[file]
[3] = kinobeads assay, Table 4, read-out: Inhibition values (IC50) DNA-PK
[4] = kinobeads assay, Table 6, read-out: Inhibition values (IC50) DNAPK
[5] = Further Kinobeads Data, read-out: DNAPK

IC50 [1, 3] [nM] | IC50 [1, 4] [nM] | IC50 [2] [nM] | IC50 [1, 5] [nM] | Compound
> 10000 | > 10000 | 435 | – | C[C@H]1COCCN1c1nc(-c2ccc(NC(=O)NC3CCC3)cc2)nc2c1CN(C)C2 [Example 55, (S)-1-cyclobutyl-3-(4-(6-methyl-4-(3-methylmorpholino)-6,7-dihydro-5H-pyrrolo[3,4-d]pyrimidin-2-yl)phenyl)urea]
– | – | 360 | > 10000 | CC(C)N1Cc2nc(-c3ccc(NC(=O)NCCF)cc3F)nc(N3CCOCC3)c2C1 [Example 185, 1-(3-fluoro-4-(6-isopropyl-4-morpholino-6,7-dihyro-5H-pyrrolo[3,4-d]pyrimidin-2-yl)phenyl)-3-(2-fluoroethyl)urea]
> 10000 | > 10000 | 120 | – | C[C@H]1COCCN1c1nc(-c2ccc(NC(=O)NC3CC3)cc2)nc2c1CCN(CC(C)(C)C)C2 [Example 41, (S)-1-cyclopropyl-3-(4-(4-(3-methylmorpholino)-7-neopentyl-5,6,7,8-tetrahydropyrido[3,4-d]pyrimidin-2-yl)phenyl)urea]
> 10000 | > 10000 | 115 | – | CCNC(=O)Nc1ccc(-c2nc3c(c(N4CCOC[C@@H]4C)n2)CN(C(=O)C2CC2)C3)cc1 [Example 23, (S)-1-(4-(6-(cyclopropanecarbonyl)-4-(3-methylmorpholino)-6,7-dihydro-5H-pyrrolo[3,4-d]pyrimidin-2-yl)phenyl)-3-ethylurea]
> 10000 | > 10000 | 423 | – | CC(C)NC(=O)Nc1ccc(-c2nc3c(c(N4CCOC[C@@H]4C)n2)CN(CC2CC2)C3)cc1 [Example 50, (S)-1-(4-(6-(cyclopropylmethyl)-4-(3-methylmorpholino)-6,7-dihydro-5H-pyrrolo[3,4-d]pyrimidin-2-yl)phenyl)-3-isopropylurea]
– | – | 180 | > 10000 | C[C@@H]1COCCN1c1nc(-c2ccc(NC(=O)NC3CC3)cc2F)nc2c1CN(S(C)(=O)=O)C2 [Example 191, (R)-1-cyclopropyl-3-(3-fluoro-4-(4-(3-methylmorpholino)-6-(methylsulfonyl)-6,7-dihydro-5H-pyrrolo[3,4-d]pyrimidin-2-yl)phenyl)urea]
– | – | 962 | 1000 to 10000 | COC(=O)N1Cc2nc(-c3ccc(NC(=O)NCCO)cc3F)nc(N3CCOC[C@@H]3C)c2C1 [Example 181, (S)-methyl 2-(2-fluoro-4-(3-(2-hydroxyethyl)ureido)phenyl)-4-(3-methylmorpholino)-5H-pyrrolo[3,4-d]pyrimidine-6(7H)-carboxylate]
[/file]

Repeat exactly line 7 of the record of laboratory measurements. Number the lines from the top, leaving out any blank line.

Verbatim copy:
> 10000 | > 10000 | 120 | – | C[C@H]1COCCN1c1nc(-c2ccc(NC(=O)NC3CC3)cc2)nc2c1CCN(CC(C)(C)C)C2 [Example 41, (S)-1-cyclopropyl-3-(4-(4-(3-methylmorpholino)-7-neopentyl-5,6,7,8-tetrahydropyrido[3,4-d]pyrimidin-2-yl)phenyl)urea]